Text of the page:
Reducing textbook costs for your course may seem like a daunting task, but it doesn't have to be! There are many strategies you can use to make your course more affordable, from adopting Open Educational Resources (OER), to utilizing textbooks available through the library, to digitizing course materials and embedding them directly in Canvas. This page will walk you through some of these cost-saving strategies and give you tips and examples to help you get started.
Don't forget, if you're ever unsure how to reduce course costs, the AL$ Team is always here to help!
Search in the Library's databases to find articles, journals, films, and other information sources you could assign to your students Ask a subject specialist librarian to identify other digital resources for your students.
If your course requires that students purchase textbooks, especially expensive ones, it's always a good idea to make sure a copy of those print/digital textbooks is on reserve at the library. This ensures that all students have a way to access required course materials regardless of their financial situation. Visit this page to learn how to put course materials on reserve at the University Library.
In order for your students to access digital resources at the Library, you need to provide permanent links/persistent URLs to those resources. Check out this step-by-step guide to learn how to do it.
In FCS 380 Family and Consumer Sciences Foundations and Research, Professor Yoko Mimura replaced a traditional textbook with course readings available through Canvas. Specifically, Professor Mimura replaced the history portion with scanned book chapters, philosophy with journal articles, and other foundations with professional organization websites and reports. Compared to the previous $82.50 textbook, she saved students 100% of textbook costs, totaling $4,125 EVERY semester.
By embedding library Canvas modules on APA citation, avoid plagiarism, and other research skills, professors from a variety of research method courses have been able to provide students with a more engaging learning experience. See what these modules look like and learn how to embed them.
The University Library assigns liaison librarians to all departments on campus to provide support for teaching, learning, and research. Ask a subject specialist librarian to help you find and/or purchase an ebook with an "unlimited use" license or other digital resources for your students.
The Immediate Access Program, myCSUNDigitalAcccess, allows students to have access to their digital course materials on the first day of class at no cost until the add/drop date. Students make the choice of whether to purchase the digital content or opt out and purchase their course materials elsewhere. If they do not opt-out, their student account is charged after the opt-out date. Digital textbooks in these programs may be discounted 60% percent or more from print.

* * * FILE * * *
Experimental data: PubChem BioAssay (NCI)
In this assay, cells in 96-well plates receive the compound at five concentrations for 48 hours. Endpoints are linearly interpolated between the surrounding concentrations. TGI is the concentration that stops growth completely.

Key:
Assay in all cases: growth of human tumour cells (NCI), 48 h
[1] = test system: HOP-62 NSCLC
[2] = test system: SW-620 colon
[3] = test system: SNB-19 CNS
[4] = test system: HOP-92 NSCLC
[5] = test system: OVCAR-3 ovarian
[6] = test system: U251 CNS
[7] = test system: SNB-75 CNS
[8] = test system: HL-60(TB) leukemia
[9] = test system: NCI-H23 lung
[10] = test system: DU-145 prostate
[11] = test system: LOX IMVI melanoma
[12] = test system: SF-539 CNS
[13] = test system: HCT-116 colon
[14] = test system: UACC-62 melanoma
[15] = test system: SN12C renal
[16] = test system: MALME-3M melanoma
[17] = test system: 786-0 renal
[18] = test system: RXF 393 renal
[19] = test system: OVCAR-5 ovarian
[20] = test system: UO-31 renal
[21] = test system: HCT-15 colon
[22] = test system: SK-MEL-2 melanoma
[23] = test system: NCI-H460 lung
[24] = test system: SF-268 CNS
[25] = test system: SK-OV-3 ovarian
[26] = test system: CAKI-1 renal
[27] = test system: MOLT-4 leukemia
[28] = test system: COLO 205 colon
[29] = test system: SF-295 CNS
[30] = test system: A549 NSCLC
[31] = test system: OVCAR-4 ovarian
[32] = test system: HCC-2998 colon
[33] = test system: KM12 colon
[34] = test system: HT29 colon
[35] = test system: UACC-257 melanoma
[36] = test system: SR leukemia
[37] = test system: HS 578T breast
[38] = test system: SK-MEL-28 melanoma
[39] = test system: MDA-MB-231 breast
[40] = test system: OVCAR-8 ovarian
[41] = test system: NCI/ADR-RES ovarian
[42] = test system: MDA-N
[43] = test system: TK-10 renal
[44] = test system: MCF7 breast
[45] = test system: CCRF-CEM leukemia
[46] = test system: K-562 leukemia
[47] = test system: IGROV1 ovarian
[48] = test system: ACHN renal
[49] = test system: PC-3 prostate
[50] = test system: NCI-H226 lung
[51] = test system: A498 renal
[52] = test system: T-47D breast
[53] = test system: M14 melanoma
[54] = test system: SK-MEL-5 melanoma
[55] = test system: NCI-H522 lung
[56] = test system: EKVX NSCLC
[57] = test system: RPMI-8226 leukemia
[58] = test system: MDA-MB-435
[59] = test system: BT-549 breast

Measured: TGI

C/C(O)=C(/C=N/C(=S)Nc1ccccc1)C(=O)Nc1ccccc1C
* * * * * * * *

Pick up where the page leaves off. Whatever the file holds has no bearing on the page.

Also, CSU has partnered with major e-textbook publishers to provide course materials in a digital format at a 60% or more discount. Browse through the participating publishers websites from the CSU Rent Digital website
Professor Matthew Clements worked with CSUN librarians to identify which of his usual text selections for QS302 course are already and/or could be available as e-books via the CSUN University Library. In the instance(s) where an e-book is not available, he was able to identify an alternate text for current term that is available as an e-book. In a report of this adoption of ebooks, Professor Clements wrote that "students were hugely appreciative that I had made the effort to adjust class reading materials to be zero-cost... Having the books available as e-books reduced the disconnect that occurs in class on a weekly basis when students have not performed class readings. The zero-cost aspect is hugely meaningful for student finances; the boost to student learning is equally so."
One of the leading textbooks within the field of Behavior Analysis is a two-part series costing over $400, APA Handbook for Applied Behavior Analysis. Given the cost of these materials, Professor Stephanie Hood has not been able to utilize them within her courses. In collaboration with CSUN librarians, she was able to have the library purchase this text as an eTextbook that would remain a resource for all CSUN students. Other professors can also utilize this resource with no cost to the students. She utilized this textbook in her measurement and experimental evaluation of behavior (PSY 553). Through participation in AL$, she reduced the cost for this class by 200% with an actual cost savings of $425 per student.
By participating in myCSUNDigitalAccess as part of the CSU-wide immediate access program, professors from ACCT 441, BIOL 380, COMS 323, FCS 340, GEOG 321, HIST 370, and MKT 304 saved 960 students $76,100 in Fall 2018 alone. Students in those courses have access to materials in Canvas on the first day of class.
Contact the AL$ Team to get in touch with an OER expert. If you already know a subject specialist librarian, you can also contact them directly for help.
The Campus Store provides support for faculty as they choose their course materials. Follett Discover connects faculty with educational materials beyond the traditional print textbook. Follett Discover searches through the following open resources: Nature.com, MERLOT, Stanford and TED YouTube pages, Khan Academy, Coursera, and OCW Search. Follett Discover is uniquely tied to individual courses in Canvas.